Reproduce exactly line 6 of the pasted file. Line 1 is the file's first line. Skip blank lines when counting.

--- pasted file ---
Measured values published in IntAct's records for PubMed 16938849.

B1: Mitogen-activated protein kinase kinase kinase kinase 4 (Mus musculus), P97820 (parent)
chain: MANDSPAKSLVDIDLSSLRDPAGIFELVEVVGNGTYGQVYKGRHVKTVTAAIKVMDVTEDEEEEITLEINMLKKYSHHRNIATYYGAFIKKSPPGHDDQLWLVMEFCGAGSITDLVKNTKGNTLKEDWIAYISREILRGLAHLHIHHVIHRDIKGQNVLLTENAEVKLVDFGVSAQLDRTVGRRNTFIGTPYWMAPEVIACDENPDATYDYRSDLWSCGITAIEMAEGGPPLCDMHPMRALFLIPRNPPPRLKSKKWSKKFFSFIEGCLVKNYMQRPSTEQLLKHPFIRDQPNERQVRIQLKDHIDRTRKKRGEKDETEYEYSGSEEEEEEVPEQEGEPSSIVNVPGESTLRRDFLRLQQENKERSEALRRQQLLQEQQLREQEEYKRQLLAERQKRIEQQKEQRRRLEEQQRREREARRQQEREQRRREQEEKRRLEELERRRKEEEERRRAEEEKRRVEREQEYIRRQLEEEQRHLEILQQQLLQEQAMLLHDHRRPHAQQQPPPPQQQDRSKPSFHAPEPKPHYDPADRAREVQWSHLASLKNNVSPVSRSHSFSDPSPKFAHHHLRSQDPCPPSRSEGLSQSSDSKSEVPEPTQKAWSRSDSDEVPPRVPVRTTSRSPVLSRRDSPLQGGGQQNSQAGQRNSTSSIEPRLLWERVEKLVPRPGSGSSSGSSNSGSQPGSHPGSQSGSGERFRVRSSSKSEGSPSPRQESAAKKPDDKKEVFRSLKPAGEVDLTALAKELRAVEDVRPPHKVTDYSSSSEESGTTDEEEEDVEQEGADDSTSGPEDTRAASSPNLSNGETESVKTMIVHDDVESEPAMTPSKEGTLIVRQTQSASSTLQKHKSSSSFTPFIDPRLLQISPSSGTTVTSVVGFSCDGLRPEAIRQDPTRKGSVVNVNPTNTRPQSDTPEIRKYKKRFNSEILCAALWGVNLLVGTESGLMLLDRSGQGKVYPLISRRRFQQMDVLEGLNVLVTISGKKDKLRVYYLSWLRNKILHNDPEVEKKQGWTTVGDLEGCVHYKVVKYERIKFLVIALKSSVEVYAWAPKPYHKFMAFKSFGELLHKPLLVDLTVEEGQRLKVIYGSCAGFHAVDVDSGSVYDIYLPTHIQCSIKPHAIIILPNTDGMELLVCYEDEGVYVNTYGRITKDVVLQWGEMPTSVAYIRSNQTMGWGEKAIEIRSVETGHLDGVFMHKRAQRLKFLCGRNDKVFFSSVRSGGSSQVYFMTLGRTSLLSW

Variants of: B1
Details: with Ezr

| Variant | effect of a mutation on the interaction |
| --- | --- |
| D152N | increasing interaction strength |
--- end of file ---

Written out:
| Variant | effect of a mutation on the interaction |